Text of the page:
Well Last week was a busy one for me, and really it’s been pretty busy over the last few months. I feel like I just got home from speaking at Las Vegas Dev Connections not but a month ago, but that was back in November, since then I have been on 6 trips including on to California and one to Orlando. Last week when I was speaking at SQL Connections about how to give your SQL Server a Tune Up I asked a question to that I do anytime I am speaking and I am talking about disk space.
I simply asked the audience to raise their hands if they had a database on a SAN. This session had about 60 people in it. Of the 60 people I would guess that 45 hand their hands raised. It was no different than other times I had asked the question as far as overall percentage. I asked them to leave their hands in the air and if they felt. I then asked them to continue to leave their hands in the air if they were confident that the SAN that their database was on was stable and did what the sales people told them it would do. I was left with 3 hands in the air…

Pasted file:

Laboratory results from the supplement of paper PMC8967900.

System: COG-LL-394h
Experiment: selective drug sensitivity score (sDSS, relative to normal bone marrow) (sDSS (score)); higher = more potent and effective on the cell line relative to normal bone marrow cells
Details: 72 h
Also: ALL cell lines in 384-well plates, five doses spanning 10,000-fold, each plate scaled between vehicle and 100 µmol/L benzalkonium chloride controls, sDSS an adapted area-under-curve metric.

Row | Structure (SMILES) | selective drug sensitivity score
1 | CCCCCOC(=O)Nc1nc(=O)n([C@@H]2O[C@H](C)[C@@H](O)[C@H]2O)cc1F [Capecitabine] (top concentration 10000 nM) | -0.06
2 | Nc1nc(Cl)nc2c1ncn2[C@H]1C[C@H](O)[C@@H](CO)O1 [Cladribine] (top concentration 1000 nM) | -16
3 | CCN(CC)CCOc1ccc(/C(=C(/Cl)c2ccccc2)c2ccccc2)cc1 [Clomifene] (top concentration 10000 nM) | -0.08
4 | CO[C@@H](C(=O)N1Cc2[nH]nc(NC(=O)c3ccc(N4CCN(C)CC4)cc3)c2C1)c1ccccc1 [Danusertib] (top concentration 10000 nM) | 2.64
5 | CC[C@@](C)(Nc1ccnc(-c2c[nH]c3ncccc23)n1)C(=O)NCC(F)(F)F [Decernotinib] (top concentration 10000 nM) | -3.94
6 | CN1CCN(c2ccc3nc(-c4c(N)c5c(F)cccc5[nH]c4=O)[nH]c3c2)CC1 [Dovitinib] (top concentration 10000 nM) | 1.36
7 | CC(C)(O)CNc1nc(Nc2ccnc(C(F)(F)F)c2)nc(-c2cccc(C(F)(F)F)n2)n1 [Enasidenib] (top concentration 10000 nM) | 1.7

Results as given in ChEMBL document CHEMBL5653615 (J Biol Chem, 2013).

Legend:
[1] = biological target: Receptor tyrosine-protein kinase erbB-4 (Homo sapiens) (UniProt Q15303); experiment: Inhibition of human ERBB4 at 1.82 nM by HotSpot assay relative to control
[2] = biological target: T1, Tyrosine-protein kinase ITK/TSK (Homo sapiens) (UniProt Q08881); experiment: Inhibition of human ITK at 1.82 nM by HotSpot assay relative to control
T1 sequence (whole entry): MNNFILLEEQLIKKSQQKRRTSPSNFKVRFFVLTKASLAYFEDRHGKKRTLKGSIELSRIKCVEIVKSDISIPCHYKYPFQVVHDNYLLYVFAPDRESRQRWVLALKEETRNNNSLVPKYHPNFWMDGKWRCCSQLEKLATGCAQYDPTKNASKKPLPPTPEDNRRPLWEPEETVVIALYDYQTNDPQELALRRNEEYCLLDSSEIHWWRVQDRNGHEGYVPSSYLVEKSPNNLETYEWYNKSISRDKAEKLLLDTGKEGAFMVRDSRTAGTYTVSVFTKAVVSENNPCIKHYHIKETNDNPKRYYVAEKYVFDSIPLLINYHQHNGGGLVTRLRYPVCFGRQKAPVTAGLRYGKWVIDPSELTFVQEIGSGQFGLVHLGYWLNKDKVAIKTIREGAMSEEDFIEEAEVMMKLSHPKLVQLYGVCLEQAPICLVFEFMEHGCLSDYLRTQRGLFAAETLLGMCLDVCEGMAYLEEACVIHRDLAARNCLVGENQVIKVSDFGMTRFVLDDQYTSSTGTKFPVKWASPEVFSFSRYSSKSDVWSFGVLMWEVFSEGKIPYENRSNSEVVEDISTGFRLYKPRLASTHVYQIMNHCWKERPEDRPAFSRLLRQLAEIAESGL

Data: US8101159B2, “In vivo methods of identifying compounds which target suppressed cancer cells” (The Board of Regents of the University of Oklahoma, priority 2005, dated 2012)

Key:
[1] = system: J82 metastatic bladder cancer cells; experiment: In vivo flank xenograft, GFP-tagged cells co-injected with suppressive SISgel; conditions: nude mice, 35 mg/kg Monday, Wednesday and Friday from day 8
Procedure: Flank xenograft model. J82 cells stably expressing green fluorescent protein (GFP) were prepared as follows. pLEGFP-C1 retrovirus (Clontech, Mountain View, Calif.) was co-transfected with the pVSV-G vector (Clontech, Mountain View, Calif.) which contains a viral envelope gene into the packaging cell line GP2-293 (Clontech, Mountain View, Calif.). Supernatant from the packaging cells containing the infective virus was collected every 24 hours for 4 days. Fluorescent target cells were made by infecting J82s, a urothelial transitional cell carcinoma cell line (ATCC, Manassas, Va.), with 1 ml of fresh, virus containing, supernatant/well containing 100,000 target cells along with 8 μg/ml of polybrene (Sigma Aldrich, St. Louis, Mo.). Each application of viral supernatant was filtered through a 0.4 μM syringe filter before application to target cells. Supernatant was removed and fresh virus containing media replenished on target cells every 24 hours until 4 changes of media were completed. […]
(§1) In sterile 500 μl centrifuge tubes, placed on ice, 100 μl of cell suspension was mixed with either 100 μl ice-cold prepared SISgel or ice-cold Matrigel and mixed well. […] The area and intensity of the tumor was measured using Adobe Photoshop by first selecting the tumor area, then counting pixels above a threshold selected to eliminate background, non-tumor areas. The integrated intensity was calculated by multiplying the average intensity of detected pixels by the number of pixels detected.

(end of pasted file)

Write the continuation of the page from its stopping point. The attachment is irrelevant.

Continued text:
This was about the norm when I ask this question. I find that about less the 10% of the people that have a database on a SAN are confident of the SAN that they are on. You may be thinking that I am not a big fan of SAN’s, and to be honest with you I have not worked on many that have a good reliability rate. Does this mean that SAN technology is bad? Am I saying that you should remove all your databases and put them on local storage?
No, and No. I am finding that there is a gap between Databases and SAN’s. Our data files (.mdf’s and ldf’s in SQL Server) do not behave like other files that many would see on a SAN. Many storage administrators are not thinking about spindle to database ratio, or logs being on a separate disk then the data files. So where is all this leading me?
I believe that it is critical that for a Storage Administrator to be really good at their job they need to understand how databases work. I think that we may be seeing Storage Administrators now dealing with how the Private SAN network is configured, or how the controllers are behaving even the number of HBA’s are in a system. I am sure they have their plate full. In the recent past I have had the chance to work with 2 really good people that understand storage and databases. Both of them are excelling in what they are doing.
My advice, maybe my thought of the day… Database Professionals are going to grow by 37% in the next 10 years according to the Department of Labor. It may be a good idea to try to learn more about the SAN world. I think the technology for SAN is where it needs to be, I just think we need to bridge that gap.